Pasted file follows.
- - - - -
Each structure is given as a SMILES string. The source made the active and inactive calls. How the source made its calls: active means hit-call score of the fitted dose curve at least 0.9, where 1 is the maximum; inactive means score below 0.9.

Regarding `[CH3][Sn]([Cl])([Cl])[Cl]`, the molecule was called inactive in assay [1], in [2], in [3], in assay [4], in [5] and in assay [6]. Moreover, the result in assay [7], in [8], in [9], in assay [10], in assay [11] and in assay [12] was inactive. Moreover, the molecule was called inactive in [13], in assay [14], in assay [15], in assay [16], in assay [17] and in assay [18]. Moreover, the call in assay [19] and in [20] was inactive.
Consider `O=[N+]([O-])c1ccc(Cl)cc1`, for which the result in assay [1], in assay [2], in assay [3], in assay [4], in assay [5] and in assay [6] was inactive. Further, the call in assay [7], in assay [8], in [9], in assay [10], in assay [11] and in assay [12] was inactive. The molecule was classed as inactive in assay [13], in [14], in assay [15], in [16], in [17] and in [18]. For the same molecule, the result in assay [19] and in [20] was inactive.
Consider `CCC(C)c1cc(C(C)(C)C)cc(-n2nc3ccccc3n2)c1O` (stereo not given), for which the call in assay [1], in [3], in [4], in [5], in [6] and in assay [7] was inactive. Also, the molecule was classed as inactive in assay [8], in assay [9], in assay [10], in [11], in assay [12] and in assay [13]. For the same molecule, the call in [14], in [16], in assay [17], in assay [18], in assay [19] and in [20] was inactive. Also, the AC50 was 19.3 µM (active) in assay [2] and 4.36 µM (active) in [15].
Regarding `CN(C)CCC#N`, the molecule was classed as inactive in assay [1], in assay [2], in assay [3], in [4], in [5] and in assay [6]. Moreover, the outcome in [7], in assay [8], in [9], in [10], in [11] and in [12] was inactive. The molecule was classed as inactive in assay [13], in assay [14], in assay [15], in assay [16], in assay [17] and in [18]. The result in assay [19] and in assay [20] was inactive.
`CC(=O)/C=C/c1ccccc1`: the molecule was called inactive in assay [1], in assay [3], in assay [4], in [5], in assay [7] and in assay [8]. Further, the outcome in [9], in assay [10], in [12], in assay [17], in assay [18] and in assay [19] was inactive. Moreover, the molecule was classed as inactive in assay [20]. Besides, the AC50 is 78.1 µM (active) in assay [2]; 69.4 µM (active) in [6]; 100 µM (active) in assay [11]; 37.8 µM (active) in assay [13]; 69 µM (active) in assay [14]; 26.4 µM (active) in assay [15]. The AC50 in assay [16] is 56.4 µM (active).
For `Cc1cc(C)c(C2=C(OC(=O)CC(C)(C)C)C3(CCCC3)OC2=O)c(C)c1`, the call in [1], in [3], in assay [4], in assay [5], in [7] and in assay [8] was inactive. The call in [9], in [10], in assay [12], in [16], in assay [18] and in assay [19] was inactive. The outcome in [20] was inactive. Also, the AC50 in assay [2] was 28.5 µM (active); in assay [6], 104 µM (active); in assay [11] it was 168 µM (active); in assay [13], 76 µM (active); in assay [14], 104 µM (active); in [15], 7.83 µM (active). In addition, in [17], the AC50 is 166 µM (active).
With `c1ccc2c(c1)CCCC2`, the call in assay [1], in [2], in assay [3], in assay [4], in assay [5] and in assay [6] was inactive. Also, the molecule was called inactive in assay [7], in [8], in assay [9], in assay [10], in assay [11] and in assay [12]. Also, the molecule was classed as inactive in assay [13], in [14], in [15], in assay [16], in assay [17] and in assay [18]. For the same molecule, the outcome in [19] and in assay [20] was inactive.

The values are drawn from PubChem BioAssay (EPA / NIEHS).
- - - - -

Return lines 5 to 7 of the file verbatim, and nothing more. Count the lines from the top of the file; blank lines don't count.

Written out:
Regarding `CN(C)CCC#N`, the molecule was classed as inactive in assay [1], in assay [2], in assay [3], in [4], in [5] and in assay [6]. Moreover, the outcome in [7], in assay [8], in [9], in [10], in [11] and in [12] was inactive. The molecule was classed as inactive in assay [13], in assay [14], in assay [15], in assay [16], in assay [17] and in [18]. The result in assay [19] and in assay [20] was inactive.
`CC(=O)/C=C/c1ccccc1`: the molecule was called inactive in assay [1], in assay [3], in assay [4], in [5], in assay [7] and in assay [8]. Further, the outcome in [9], in assay [10], in [12], in assay [17], in assay [18] and in assay [19] was inactive. Moreover, the molecule was classed as inactive in assay [20]. Besides, the AC50 is 78.1 µM (active) in assay [2]; 69.4 µM (active) in [6]; 100 µM (active) in assay [11]; 37.8 µM (active) in assay [13]; 69 µM (active) in assay [14]; 26.4 µM (active) in assay [15]. The AC50 in assay [16] is 56.4 µM (active).
For `Cc1cc(C)c(C2=C(OC(=O)CC(C)(C)C)C3(CCCC3)OC2=O)c(C)c1`, the call in [1], in [3], in assay [4], in assay [5], in [7] and in assay [8] was inactive. The call in [9], in [10], in assay [12], in [16], in assay [18] and in assay [19] was inactive. The outcome in [20] was inactive. Also, the AC50 in assay [2] was 28.5 µM (active); in assay [6], 104 µM (active); in assay [11] it was 168 µM (active); in assay [13], 76 µM (active); in assay [14], 104 µM (active); in [15], 7.83 µM (active). In addition, in [17], the AC50 is 166 µM (active).